President Reagan, trying to drum up support for a $100 million aid package for the Nicaraguan rebels, met yesterday with three rebel leaders and warned that the United States faces a "strategic disaster" of great magnitude and a "vast migration" of refugees if Congress turns down his request.

"Defeat for the contras would mean a second Cuba on the mainland of North America," Reagan said at the White House meeting. "It would be a major defeat in the quest for democracy in our hemisphere. And it would mean consolidation of a privileged sanctuary for terrorists and subversives just two days' driving time from Harlingen, Tex.," a city near the Mexican border.

With the leaders of the United Nicaraguan Opposition at his side, the president warned that "congressional defeat of this aid proposal could well deliver Nicaragua permanently to the communist bloc."

Meanwhile, Secretary of State George P. Shultz added a new note in the administration's campaign for aid to the contras, warning that the alternative is "a vision of two, three, many Nicaraguas -- a hemisphere of burning churches, suppressed newspapers and crushed opposition."

State Department officials said the "burning churches" statement apparently referred to the burning of Miskito Indian villages in 1981-82 by Sandinista forces in an effort to force the inhabitants out of a contested coastal area.

Despite the intensity of the rhetoric from Reagan and Shultz, administration political strategists acknowledge that the odds are against them in their efforts to win the $70 million in military aid that the president said is an essential part of the package. Prospects are considered brighter for the $30 million in humanitarian aid.

On Capitol Hill, Senate Assistant Majority Leader Alan K. Simpson (R-Wyo.) said there is a "good prospect" for the aid package if Reagan goes all out for it with a nationally televised speech, which his aides have said is likely.

But Rep. Dave McCurdy (D-Okla.), considered a key swing vote, announced that he will oppose the package and said he is "fairly confident" that 30 other congressmen who supported last year's decision to grant $27 million in humanitarian aid will agree with him. He expressed anger at both the administration and House Democratic leaders for demanding a quick vote "for political reasons, while there are those of us in the middle who are concerned about policy."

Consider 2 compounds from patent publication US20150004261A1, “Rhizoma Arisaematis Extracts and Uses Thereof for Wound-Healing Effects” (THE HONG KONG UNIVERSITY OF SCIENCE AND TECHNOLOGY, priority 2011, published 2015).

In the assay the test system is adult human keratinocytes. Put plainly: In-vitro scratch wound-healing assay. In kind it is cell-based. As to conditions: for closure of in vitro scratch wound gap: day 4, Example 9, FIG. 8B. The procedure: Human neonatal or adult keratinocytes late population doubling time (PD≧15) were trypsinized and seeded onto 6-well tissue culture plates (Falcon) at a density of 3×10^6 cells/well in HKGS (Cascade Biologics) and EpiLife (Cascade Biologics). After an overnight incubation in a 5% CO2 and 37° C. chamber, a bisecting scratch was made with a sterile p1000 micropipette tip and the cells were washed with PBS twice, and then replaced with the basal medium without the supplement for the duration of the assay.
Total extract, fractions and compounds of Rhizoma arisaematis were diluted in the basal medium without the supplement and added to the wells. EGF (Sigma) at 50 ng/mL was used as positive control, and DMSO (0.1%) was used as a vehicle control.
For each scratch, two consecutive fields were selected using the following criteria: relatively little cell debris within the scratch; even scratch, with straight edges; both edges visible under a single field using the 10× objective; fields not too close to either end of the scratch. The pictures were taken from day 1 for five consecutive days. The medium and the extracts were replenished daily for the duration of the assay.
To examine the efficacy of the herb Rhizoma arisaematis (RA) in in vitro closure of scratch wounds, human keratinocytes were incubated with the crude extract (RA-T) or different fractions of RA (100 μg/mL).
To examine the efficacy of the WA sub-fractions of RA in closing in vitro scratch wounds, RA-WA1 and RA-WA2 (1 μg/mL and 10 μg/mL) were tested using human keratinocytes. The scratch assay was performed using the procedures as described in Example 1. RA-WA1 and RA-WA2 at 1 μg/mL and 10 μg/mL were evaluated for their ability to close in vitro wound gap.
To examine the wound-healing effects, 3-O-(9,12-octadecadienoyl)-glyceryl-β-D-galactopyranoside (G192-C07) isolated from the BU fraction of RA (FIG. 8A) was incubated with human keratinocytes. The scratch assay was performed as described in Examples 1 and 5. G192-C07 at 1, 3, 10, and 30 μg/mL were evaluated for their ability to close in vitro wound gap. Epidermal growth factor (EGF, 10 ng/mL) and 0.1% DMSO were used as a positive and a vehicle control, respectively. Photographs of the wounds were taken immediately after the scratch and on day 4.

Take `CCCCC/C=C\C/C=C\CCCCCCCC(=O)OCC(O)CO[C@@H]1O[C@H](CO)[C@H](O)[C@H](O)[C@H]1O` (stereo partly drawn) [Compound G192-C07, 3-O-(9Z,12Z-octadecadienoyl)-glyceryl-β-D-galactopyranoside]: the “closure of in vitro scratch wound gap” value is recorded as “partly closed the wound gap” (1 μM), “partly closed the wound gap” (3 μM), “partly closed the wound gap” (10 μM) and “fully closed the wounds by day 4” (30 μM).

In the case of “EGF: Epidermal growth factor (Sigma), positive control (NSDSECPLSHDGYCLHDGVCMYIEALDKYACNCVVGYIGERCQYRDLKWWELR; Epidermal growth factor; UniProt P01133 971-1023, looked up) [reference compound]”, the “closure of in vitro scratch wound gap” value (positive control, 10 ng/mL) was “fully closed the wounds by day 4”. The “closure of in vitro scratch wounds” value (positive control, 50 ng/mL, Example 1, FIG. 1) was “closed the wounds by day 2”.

Another swing voter, Rep. Charles E. Bennett (D-Fla.), said he will support the aid request and was reassured by Reagan's pledge not to use U.S. troops in Nicaragua and his reaffirmation of U.S. treaty commitments.

Votes are now expected in both houses of Congress during the third week of March. A senior White House official said yesterday that "this gives us less time than we may need to build the pressure," particularly in the House.

McCurdy said he has been working on a compromise proposal with Senate leaders that would call for renewed diplomatic efforts and a restructuring of contra leadership to broaden and democratize it. And Sen. Jim Sasser (D-Tenn.) proposed putting the aid in escrow for six months while the United States negotiates with Nicaragua toward a peace settlement, a position the administration has rejected in the past.

The president and the rebel leaders insisted that they have actively sought a diplomatic solution but that the Sandinistas aren't interested.

"We want a real two-track approach that will seek a political solution," said Alfonzo Robelo, one of the three rebel leaders who met with Reagan. "But the Sandinistas will never look into the political situation seriously unless they have the pressure."

Reagan said that a Sandinista victory over the contras would enable them to turn their attention to overthrowing neighboring democracies.

"I think it would place in jeopardy the survival of each of those small and fragile democracies now in Central America, open up the possibility of Soviet military bases on America's doorstep, could threaten the security of the Panama Canal [and] inaugurate a vast migration northward to the United States of hundreds of thousands of refugees," the president said. "And those who would invite this strategic disaster . . . will be held fully accountable by history."

The Nicaraguan government responded to the White House meeting and Shultz's speech by saying those actions were "additional proof" of the administration's "commitment to a military solution in Central America."